The mechanism for making a different really is consciousness. As long as I complain about all the "external factors" and "the other guys" that are part of the problem, I am not actually getting my hand on a leverage point for change. But the interesting thing about consciousness, or to use a different term, the "inner place" from where I operate, is that in principle I’m really in control of that. Even if people put me into jail, I am still in control of my own source. No one can really control that unless I let them. So that question "How can I make a difference?" led me logically to looking at consciousness more thoroughly because it is an important aspect in leading change.
The other perspective, of course, for me came from participating in the environmental movement, the green movement, and the peace movement in Europe. The questions for me also included "How can we help make society evolve?" and "How and what does it mean for leadership, organizational learning, to participate and be a change agent in society rather than become an obstacle to change?"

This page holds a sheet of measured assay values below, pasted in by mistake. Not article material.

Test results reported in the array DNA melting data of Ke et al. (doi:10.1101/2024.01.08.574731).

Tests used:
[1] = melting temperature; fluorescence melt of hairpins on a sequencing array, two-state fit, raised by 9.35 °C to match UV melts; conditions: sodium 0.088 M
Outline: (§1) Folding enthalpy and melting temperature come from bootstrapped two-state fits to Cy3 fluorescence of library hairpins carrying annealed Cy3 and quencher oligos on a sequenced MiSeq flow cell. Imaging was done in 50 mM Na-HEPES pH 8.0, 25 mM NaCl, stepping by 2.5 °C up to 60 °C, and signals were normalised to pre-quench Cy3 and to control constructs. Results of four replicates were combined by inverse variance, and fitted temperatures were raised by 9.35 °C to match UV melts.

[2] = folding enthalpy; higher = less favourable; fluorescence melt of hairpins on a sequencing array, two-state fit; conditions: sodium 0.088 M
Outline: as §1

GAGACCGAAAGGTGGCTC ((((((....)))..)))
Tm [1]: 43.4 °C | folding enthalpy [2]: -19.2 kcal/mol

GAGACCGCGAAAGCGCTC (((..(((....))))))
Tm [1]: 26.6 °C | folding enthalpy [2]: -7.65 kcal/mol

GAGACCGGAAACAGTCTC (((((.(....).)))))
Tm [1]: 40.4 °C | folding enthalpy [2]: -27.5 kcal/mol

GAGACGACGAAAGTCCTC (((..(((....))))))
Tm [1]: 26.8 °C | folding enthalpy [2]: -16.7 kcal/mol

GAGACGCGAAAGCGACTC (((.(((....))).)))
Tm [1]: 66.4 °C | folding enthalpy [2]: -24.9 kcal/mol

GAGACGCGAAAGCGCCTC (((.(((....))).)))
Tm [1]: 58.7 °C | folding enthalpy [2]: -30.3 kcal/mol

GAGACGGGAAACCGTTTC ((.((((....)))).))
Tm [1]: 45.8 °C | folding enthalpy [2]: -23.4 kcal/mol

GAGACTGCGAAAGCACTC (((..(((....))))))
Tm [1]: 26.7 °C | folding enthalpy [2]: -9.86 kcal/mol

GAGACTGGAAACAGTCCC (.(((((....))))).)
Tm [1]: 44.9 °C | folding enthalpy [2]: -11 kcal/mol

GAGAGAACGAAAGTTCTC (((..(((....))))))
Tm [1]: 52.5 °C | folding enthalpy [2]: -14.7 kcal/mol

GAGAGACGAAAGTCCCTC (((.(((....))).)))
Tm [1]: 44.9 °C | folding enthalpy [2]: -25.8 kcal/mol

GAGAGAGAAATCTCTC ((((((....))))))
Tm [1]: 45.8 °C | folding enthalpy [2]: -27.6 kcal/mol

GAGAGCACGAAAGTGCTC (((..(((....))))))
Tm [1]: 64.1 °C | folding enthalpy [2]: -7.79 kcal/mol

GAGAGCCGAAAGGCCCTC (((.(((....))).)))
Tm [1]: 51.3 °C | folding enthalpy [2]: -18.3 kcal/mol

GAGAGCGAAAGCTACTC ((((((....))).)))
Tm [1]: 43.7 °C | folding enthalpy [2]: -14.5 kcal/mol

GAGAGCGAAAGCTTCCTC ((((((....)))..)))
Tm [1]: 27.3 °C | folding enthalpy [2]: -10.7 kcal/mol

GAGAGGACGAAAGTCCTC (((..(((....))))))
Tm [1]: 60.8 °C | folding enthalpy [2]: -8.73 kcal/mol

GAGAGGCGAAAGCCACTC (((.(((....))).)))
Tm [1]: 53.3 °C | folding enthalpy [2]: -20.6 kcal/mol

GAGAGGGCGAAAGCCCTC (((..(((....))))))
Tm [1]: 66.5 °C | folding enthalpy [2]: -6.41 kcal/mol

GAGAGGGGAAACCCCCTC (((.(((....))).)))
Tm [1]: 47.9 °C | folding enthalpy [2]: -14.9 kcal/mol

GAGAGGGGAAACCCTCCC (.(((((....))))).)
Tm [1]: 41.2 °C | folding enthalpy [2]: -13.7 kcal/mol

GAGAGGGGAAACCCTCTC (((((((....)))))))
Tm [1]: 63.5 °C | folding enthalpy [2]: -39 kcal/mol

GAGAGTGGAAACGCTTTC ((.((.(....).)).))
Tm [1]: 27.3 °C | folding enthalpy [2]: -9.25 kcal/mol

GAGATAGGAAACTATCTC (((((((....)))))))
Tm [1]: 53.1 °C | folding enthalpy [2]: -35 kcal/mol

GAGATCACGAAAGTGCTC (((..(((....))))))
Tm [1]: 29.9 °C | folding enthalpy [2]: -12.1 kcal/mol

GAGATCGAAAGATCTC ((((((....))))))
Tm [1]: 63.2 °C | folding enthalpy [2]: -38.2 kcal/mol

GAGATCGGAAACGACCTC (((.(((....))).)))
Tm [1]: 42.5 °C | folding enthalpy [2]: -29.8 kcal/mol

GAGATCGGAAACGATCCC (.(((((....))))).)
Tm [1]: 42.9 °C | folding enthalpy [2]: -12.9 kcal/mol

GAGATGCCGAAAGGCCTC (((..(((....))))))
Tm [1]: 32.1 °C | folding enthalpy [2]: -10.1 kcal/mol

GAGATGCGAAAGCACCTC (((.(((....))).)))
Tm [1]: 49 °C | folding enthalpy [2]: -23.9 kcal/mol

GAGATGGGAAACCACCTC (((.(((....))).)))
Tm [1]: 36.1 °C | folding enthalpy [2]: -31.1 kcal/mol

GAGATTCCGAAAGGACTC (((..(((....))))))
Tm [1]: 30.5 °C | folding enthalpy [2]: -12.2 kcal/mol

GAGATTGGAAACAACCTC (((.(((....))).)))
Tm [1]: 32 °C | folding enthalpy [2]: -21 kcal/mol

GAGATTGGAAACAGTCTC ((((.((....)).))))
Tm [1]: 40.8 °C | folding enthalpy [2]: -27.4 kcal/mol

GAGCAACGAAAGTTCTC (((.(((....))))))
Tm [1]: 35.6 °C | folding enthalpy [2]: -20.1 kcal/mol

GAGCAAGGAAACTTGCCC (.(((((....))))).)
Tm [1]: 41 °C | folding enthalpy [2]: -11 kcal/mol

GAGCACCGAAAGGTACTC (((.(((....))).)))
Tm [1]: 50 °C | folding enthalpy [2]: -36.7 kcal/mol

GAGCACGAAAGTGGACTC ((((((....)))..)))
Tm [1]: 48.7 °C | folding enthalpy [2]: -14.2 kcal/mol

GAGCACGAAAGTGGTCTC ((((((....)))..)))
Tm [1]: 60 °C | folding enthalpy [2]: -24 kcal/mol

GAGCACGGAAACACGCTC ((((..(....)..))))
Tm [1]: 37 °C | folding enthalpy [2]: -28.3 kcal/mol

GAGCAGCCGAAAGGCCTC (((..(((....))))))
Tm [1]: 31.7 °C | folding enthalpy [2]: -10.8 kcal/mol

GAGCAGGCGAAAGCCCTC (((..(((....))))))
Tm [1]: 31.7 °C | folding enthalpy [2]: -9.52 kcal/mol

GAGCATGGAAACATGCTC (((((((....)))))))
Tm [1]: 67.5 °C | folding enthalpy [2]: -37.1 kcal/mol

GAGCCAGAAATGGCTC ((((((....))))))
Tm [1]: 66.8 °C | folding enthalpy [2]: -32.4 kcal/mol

QFL: Were there specific questions that lead to the creation, and process associated with Theory U? How did the specific process associated with Theory U emerge?
Scharmer: Theory U actually emerged through observation and in being in awe with the world. Really, that's essentially my most or deepest fundamental impulse to inquiry is wonderment, puzzlement and really being genuinely interested in understanding the world, understanding how things work, understanding how stuff is coming together. For me, growing up on a farm and going to a place like the city, I come with a lot of wonders and puzzles. I think that’s the most basic attitude I’m bringing to situations. It was through observation that the Theory U process revealed itself.